Temecula, CA, October 22, 2013 --(PR.com
)-- CVAC Systems, Inc. today announced the publication of a paper on a sham-controlled study which showed that the use of its Cyclic Variations in Adaptive Conditioning™ (CVAC™) process significantly lowered fasting blood glucose levels in a group of middle-aged men.
The paper, entitled "Cyclic Hypobaric Hypoxia Improves Markers of Glucose Metabolism in Middle-Aged Men," published in the September 2013 issue of High Altitude Medicine & Biology, showed that using the CVAC pod for 120 minutes each week for a period of 10 weeks, significantly lowered fasting blood glucose levels in a group of sedentary middle-aged men. The study was performed at Veterans Affairs Palo Alto Health Care System by investigators from Stanford University.
Researchers studied the impact of the CVAC process on two groups. One group of 11 men received CVAC sessions while the remaining 10 subjects received sham CVAC sessions. The men taking CVAC sessions had a significant reduction in fasting blood glucose ( p < 0.05) and a significant decrease in blood glucose during an oral glucose tolerance test after 10 weeks. There were no significant changes in the control group.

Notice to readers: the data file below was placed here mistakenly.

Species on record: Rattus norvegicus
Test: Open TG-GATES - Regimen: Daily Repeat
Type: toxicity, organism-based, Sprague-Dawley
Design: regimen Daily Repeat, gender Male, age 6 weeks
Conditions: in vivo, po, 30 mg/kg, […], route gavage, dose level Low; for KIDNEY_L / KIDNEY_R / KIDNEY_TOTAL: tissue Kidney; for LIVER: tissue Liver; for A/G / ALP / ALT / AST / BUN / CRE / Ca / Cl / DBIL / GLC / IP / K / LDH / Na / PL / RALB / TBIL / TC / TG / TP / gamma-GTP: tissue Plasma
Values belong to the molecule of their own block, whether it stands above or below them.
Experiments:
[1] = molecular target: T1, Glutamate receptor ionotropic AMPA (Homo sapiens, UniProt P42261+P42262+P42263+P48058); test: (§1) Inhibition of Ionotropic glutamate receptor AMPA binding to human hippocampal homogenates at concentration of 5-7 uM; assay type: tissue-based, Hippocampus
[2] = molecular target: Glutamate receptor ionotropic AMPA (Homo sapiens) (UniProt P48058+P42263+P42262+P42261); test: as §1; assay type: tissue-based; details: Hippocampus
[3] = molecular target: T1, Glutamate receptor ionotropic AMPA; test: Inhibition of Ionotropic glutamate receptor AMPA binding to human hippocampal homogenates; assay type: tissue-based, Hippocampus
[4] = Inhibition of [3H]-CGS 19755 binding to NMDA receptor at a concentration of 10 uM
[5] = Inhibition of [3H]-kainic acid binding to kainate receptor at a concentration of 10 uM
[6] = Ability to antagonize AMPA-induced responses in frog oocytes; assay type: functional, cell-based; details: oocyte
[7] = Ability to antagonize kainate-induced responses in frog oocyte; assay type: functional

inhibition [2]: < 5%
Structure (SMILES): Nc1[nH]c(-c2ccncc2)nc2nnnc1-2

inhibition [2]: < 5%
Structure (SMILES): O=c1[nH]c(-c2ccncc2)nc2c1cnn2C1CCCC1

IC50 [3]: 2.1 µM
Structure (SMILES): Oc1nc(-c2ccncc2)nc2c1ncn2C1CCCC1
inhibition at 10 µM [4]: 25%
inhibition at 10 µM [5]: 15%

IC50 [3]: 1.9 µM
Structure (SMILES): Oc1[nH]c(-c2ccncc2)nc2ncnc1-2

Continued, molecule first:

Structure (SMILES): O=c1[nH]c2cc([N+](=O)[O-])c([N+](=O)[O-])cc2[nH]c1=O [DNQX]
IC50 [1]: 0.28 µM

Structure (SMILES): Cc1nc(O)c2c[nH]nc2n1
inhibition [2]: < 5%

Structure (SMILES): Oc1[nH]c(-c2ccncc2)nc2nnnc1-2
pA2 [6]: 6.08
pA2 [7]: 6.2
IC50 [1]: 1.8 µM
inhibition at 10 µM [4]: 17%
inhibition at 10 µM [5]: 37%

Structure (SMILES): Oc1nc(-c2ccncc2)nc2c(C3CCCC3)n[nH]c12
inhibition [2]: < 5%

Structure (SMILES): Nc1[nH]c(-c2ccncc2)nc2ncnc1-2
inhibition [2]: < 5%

These improvements occurred without any accompanying changes in body weight, timed walk test, or self-reported physical activity levels, according to the study investigators.
Lack of physical activity and being overweight are closely linked risk factors of pre-diabetes and type 2 diabetes. Healthcare providers routinely recommend exercise to their patients to prevent pre-diabetes, diabetes and associated complications of diabetes. The estimated total cost of diagnosed diabetes was $245 billion in 2012, according to the American Diabetes Association.
“This paper suggests that the fitness derived from the CVAC process can improve glucose homeostasis similar to exercise. Larger studies are needed to determine if the CVAC process can decrease the progression from pre-diabetes to diabetes similar to regular exercise. If this can be determined, then the CVAC process could hold the potential for people to experience benefits similar to exercise while sitting,” commented Karen Herbst, PhD, MD, board-certified Endocrinologist and Chairperson of CVAC Systems, Inc. Scientific Advisory Board.
“We are excited because this is the first published data on the CVAC process that is relevant to the general population. Arguably, anyone born today is at risk for diabetes,” commented Craig Wagstaff, President and COO of CVAC Systems, Inc.
About the CVAC process and CVAC Systems, Inc.
The CVAC process is intended to provide adaptation-based physical conditioning via dynamically cycled changes in reduced atmospheric pressure, temperature and air density.
The body responds to these changes similarly to how it responds to exercise.
CVAC Systems, Inc., developer of the patented CVAC technology, is a privately held company headquartered in Temecula, California.